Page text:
23 April 2015 Carolyn Sampson and Joseph Middleton: Fleurs
On a glorious April evening, a large crowd came to Malvern Concert Club to hear the final concert of the season, a vocal recital presented by the soprano Carolyn Sampson and the pianist Joseph Middleton. The programme, entitled ‘Fleurs’, was a rerun of a recently released and much lauded CD and was offered as an end-of-season treat for the Concert Club audience. This ‘garland’ of songs ranged from Britten’s elusive setting of Pushkin’s cynical poem ‘The Rose and the Nightingale’ (the rose is oblivious to the nightingale’s song), sung in Russian, to the heady exoticism of Purcell’s ‘Sweeter than Roses’ and Fauré’s ‘Les Roses d’Ispahan’. Some rarities from the Lieder and chanson repertoires were also lovingly presented.
The Purcell is a sensual, improvisatory piece that perfectly suits Sampson’s creamy yet agile voice and musicality. It was a joy to hear her real vocal trills, which few singers today are able to achieve. This magical voice is clearly suited to the refined style of Purcell, yet it proved equal to the very different demands of Richard Strauss’s ‘Mädchenblumen’ (‘maiden flowers’), with their long, passionate phrases. Even more demanding technically is Poulenc’s ‘Fleurs’, with its high pianissimos that have defeated many a soprano, especially towards the end of a programme. Sampson’s fine and versatile technique is a match for all these challenges, but it is her sensitivity to style and language that lingers in the mind: her beautiful and characteristic enunciation of French and German and the way she allows the musical shapes to emerge from the very fabric of the language itself. The accompanist, Joseph Middleton, was a perfect match, drawing from the piano the most beautiful, delicate tones, with never a note out of place. Altogether a beautiful recital.
© 2015 Peter Johnson
19 March 2015 Carducci String Quartet: Beethoven, Shostakovich, Elgar
With a packed house, Malvern Concert Club hosted an outstanding concert of chamber music from the Carducci String Quartet. Comprising two married couples, one English, the other Irish, this internationally renowned quartet presents modern quartet playing at its best: passionate, committed playing, excellent ensemble and a lively dialogue between the musicians.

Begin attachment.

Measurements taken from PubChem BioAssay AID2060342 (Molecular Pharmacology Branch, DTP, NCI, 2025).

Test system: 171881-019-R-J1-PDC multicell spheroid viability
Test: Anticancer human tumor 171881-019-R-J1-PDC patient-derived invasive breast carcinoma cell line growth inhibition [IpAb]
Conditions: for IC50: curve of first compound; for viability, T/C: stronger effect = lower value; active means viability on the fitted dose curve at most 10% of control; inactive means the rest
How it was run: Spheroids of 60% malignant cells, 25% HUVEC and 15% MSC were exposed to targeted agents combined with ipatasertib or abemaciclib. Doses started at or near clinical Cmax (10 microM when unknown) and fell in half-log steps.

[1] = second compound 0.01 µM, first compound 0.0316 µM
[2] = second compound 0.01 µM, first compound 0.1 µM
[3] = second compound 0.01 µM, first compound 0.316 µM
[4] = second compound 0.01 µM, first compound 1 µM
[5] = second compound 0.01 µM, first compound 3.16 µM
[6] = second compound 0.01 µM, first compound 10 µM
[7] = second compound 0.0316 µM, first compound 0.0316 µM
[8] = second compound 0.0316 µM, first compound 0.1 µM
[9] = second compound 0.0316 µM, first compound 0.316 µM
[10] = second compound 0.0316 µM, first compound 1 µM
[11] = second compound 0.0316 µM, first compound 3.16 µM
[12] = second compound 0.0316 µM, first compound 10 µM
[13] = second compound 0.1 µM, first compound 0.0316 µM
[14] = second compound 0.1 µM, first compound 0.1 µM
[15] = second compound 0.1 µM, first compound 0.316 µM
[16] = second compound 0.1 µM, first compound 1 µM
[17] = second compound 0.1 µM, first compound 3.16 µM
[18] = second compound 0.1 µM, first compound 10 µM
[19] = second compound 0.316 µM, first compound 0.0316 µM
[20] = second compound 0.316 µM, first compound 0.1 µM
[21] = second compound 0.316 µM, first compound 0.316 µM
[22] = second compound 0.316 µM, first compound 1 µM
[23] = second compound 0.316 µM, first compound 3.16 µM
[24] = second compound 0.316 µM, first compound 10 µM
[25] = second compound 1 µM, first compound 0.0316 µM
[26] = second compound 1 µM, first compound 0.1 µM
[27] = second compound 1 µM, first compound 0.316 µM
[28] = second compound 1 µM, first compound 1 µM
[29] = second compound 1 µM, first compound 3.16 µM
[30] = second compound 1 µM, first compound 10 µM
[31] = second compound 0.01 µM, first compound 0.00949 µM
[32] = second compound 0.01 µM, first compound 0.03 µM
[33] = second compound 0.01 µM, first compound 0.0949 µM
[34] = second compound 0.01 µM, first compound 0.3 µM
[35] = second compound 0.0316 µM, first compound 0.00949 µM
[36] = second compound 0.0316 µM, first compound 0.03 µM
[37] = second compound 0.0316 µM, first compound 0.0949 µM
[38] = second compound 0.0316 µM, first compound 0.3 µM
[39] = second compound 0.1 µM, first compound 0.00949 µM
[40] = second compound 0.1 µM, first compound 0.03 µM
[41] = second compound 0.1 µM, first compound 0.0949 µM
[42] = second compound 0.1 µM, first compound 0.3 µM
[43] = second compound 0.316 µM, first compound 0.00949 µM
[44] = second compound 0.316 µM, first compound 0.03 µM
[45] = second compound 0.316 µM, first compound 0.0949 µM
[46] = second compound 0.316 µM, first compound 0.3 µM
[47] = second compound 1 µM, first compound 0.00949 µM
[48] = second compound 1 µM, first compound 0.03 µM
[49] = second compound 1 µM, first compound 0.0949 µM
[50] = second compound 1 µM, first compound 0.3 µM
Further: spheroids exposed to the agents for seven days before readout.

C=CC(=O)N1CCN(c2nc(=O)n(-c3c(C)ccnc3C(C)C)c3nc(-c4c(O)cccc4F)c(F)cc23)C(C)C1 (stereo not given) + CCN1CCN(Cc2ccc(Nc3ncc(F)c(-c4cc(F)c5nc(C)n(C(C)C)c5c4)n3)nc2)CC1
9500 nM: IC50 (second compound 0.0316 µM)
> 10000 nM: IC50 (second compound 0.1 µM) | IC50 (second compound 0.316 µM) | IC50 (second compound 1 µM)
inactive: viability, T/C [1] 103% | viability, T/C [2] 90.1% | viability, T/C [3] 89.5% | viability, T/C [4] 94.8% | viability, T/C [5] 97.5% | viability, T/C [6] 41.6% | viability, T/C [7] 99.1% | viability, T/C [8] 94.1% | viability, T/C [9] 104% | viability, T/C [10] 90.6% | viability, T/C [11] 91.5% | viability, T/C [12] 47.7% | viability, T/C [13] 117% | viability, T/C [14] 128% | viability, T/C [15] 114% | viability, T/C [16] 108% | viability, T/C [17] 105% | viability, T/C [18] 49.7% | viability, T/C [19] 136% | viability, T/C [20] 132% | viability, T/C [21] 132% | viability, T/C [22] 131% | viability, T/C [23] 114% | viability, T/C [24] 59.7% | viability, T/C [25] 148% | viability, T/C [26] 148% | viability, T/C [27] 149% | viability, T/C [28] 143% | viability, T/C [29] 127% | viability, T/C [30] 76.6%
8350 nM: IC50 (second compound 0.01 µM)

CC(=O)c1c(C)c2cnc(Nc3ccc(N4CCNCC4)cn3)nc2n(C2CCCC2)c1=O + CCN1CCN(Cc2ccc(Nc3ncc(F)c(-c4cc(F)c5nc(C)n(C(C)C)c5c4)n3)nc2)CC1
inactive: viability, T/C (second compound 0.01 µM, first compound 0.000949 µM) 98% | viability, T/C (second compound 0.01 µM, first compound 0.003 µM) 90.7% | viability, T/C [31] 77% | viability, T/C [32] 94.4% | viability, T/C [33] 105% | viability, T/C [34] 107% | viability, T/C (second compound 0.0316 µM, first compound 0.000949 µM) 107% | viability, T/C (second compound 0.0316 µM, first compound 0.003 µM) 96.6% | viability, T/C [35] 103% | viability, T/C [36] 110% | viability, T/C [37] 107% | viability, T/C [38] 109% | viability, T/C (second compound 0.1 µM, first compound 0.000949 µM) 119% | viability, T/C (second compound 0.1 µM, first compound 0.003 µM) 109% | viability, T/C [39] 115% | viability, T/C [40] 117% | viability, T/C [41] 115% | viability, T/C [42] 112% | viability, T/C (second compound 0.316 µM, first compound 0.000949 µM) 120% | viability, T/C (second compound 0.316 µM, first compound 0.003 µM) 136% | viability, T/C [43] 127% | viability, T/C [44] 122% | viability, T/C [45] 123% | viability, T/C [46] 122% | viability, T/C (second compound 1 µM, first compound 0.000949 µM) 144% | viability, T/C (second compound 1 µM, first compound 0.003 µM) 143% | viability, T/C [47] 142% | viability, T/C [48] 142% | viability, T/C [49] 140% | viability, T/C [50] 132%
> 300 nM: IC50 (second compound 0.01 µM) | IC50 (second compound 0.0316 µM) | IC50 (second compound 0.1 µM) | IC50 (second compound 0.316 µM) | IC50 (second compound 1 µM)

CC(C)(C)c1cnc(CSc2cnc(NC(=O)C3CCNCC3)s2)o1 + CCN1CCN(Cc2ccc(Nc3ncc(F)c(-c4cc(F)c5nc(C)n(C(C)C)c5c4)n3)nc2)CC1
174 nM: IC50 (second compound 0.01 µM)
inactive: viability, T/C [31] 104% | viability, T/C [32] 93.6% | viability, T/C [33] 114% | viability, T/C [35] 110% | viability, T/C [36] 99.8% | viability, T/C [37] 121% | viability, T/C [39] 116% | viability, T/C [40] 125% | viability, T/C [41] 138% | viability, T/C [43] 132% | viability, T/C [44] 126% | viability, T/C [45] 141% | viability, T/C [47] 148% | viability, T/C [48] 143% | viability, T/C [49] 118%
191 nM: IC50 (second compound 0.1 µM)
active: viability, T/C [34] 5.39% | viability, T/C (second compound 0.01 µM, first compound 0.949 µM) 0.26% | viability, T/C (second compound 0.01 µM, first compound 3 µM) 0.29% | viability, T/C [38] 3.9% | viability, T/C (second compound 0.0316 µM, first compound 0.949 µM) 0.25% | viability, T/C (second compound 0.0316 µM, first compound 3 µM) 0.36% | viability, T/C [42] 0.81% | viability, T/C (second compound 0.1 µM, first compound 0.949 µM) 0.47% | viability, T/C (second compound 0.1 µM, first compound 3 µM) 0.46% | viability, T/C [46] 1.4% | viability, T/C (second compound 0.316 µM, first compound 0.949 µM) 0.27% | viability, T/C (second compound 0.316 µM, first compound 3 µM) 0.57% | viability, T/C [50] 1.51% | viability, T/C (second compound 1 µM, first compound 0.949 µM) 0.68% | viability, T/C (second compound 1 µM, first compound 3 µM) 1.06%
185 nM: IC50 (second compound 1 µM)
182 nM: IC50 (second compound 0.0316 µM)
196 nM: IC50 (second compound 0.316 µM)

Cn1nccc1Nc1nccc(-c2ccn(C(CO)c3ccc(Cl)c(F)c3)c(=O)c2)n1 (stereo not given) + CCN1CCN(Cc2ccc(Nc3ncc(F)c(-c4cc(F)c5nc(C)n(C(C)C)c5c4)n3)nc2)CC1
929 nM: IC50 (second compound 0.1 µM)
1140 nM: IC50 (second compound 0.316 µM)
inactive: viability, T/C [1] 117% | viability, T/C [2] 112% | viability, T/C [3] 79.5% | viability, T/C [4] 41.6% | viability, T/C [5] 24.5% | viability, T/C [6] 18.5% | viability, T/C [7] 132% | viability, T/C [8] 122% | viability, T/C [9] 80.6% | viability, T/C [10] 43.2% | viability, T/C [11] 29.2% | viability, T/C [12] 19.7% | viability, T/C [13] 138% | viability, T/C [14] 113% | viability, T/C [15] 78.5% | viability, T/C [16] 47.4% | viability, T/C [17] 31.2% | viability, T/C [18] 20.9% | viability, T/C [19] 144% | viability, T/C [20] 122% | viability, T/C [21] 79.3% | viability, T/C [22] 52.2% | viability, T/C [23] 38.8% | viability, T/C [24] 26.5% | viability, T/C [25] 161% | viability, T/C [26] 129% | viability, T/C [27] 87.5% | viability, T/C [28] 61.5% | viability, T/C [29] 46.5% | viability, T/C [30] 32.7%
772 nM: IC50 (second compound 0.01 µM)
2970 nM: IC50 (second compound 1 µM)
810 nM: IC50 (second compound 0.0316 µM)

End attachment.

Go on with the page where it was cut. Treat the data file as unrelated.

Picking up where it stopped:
Their programme consisted of Beethoven’s Op. 18 No. 6, Shostakovich’s 11th Quartet and Elgar’s solitary E minor Quartet. With the intervention in the last movement of the Malinconia sections, the Beethoven quartet anticipates the fragmentary structure of some of the late quartets, which in turn provides a model for Shostakovich’s 11th, a continuous sequence of seven short movements. The Carduccis caught the many twists and turns of this fascinating music whilst holding the whole together in an enthralling musical narrative.
Elgar’s quartet, composed soon after the end of World War I, is among the less well-known of his works, perhaps because the opening movement is built from a complex network of taut but fragmentary ideas, with at times almost orchestral textures. The musicians managed these problems with skill and panache, completing their programme with a fine Elgarian flourish.
The concert was dedicated to the memory of Michael Kennedy CBE and John McCabe CBE, each an outstanding figure of British musical life closely associated with Malvern Concert Club. It was fitting that for their encore the Carducci chose McCabe’s wild, joyous Scherzo from a quartet composed for the Carduccis. Perhaps one day they will treat us to the whole quartet.
© 2015 Peter Johnson
29 January 2015 Sitkovetsky Piano Trio: Beethoven, Mendelssohn, Dvořák
Malvern Concert Club’s fourth concert of the season featured the UK-based Sitkovetsky Piano Trio (piano, violin and cello), offering three of the grandest nineteenth-century works for this ensemble. Mendelssohn’s second Trio, in C minor, and Dvořák’s third, in F minor cover much the same expressive ground, both being large-scale, virtuosic and passionately romantic works in minor keys. However, this style clearly suits these musicians, and their enthusiasm, confidence and sparkling virtuosity were irresistible.